Upcoming clinical trial of PSMA-linked lutetium-177 in recurrent mCRPC


According to a recent media release, a company called Endocyte has reached agreement with the US Food and Drug Administration about the design of a pivotal Phase III clinical trial that will test the effectiveness and safety of 177Lu-PSMA-617 in men with recurrent, metastatic, castration-resistant prostate cancer (mCRPC).

The media release, which was actually issued in February, says that this trial will be known as the VISION trial., and it will be an  international, prospective, open-label, multi-center, randomized study that enrolls patients who have already been treated with and progressed after treatment with

  • Standard androgen deprivation therapy (ADT) and
  • At least one “novel androgen axis drug” or NAAD (e.g., abiraterone acetate or enzalutamide) and
  • At least one taxane regimen (e.g., docetaxel or cabazitaxel)

The trial will enroll up to 750 patients who test positive on PSMA scans (probably a gallium-67 PSMA scan, although the media release does not actually say that.

Eligible patients will then be randomized in a 2:1 manner to treatment with

  • Either 177Lu-PSMA-617 and best supportive care alone or best supportive care with an NAAD of the physician’s choice (Arm A)
  • Or best supportive care alone or best supportive care with an NAAD of the physician’s choice (Arm B)

This means that there will be roughly 500 men in Arm A of the trial and roughly 250 in Arm B.

The patients who are treated with the lutetium-177 will receive doses of 7.4 GBq of 177Lu-PSMA-617 every 6 weeks for a maximum of six cycles.

The primary study endpoint will be overall survival (OS). Secondary endpoints include radiographic progression-free survival (rPFS), response evaluation criteria in solid tumors (RECIST) response, and time to first symptomatic skeletal event.

We should be clear that the trial is designed to identify an average 3-month increase in overall survival if Arm A is shown to be more effective that Arm B, but some patients might do better than that. The trial has also been designed to facilitate approval of 177Lu-PSMA-617 for the treatment of recurrent mCRPC if this drug is shown to be effective and safe.

Endocyte states that enrollment into this trial will probably start soon and is expected to be completed within 18 to 24 months. This implies that a first interim assessment of OS could occur as early as the second half of 2019. However, as yet there is no sign of the more detailed summary of the trial structure on the ClinicalTrials.gov web site and we don’t know exactly how many sites will be recruiting patients or where those recruitment sites will be. Our guess is that recruitment sites will be situated in the USA, in Canada, in several major European counties, and in Australia, but there may be others.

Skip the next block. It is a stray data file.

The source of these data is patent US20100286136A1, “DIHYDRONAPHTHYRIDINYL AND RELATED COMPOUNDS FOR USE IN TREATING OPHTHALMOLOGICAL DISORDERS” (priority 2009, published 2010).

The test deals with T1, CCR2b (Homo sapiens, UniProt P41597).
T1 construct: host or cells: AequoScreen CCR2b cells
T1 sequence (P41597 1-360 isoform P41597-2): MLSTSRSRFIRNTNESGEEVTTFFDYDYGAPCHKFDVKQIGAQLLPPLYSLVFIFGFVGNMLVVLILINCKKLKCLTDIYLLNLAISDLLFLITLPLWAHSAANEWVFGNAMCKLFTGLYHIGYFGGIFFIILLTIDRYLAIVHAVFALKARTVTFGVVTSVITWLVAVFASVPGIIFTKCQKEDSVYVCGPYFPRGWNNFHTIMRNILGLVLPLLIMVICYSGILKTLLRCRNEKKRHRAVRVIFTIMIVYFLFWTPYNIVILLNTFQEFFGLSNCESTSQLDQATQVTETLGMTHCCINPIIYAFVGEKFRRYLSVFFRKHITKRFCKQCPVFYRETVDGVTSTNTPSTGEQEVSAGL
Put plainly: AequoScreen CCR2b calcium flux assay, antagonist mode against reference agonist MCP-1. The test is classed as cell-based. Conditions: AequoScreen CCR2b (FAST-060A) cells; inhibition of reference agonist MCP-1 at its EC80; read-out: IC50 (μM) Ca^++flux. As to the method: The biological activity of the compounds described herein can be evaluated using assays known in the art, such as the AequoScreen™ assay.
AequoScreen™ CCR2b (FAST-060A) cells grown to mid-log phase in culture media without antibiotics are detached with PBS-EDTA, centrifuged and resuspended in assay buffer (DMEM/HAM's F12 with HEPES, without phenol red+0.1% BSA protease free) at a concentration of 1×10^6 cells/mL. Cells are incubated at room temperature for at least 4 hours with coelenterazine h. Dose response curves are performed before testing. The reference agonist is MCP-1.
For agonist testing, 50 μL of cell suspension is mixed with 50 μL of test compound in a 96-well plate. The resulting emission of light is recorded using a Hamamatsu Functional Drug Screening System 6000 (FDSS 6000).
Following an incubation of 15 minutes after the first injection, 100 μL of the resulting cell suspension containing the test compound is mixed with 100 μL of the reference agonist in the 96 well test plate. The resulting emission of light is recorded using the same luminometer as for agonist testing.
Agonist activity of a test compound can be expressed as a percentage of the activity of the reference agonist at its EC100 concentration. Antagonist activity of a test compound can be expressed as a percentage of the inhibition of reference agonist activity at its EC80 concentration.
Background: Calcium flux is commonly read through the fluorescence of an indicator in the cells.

At this stage we suggest that patients who are interested in considering enrolling in this trial may wish to contact Endocyte by using their contact us form on their web site.

4 Responses

  1. Hi.

    This trial aims to detect a significant prolongation of overall median survival. I have the privilege to read to protocol. My only objection is view on sample size. My guess is the trial will reach a definite outcome of longer overall survival with less than the 700 participants asked for in the protocol.

    The web site should also refer to another randomized trial. The Australian and New Zealand Urogenital and Prostate Cancer Trial Group started a trial in January 2018. It is registered in ClinicalTrials as NCT03392428. The trial will recruit 200 patients. The trial compares cabazitaxel and 177Lu-PSMA-617 RLT. Th goal is to see whether the new drug is superior to the established treatment. The trial is also supported by Endocyte.

    Both trials aim to bring evidence-based medicine to the new drug. So my guess is that in a few years we have at least two trials that give the new drug a place in the sequence of treatment.

  2. PSMA guided Lu-177 is currently available in the US in a Phase 2 trial … Houston and Los Angeles are two known locations. Endocyte participates in these trials partially staffed by European technicians experienced administering Lu-177.

    The trials are expensive — around $7,000 to $12,000 patient outlay per session; and treatment involves four sessions. I am aware of at least two participants, both of whom have exhausted all other approved treatment options.

    One patient has done three treatments and is seeing results; the other is about to start.

  3. Dear Finn:

    It is certainly possible that the new Phase III trial might be able to show results with fewer than 700 patients. That’s why one has interim analyses. However, developers also need to ensure that there are plans for patients to be enrolled into the trial to meet very specific risk/benefit criteria that do not necessarily conform to the hopes of the developer regarding efficacy and safety. Drugs that are expected to show high levels of safety and efficacy in clinical trials fail to do this all the time!

    NCT03392428 is an interesting Phase II trial but it is almost certainly not a large enough trial to meet criteria for approval of 177Lu-PSMA-617 RLT by regulatory agencies unless it were to show an extraordinarily high degree of efficacy.

  4. Dear Rick:

    The study you refer to is this one. And something about this trial doesn’t “smell good” to me if patients are being charged money for treatment. Costs related to participation in clinical trials should not include any costs for the use of unapproved products so that there are no biases related to who can be enrolled into such trials.

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